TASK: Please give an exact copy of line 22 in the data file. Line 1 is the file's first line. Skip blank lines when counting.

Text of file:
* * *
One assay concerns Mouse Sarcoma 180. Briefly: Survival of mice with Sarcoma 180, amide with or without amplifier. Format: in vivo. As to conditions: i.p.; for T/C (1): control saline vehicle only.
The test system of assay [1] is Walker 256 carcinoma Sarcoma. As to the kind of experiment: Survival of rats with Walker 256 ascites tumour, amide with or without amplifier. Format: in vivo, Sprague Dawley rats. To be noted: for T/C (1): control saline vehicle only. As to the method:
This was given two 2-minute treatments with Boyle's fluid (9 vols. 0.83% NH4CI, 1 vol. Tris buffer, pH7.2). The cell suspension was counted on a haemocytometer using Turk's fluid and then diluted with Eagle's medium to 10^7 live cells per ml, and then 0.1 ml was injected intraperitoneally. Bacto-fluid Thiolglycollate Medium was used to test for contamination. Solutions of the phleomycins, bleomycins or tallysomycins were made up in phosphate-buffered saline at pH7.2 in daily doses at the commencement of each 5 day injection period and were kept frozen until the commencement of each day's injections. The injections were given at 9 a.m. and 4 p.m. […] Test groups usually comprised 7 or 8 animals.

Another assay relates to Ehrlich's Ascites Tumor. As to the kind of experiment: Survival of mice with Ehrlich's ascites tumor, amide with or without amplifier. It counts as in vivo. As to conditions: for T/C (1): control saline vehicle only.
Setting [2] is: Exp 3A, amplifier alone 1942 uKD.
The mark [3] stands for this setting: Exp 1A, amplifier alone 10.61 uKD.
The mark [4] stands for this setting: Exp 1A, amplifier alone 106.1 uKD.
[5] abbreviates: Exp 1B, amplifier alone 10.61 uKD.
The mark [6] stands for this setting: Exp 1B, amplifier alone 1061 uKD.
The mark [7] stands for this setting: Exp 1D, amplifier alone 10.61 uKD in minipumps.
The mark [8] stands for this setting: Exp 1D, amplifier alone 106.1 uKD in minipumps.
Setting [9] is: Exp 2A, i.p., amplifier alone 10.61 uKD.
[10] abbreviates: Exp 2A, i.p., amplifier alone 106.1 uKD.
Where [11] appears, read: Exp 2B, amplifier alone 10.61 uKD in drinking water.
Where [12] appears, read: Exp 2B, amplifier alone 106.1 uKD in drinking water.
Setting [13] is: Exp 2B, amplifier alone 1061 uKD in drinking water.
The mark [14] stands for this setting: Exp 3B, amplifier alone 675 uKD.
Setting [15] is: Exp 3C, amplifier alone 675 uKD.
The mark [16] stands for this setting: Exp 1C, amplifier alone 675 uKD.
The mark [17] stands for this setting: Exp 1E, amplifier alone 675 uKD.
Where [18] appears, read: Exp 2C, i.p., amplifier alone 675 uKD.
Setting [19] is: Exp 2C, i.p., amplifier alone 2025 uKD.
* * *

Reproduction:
Setting [19] is: Exp 2C, i.p., amplifier alone 2025 uKD.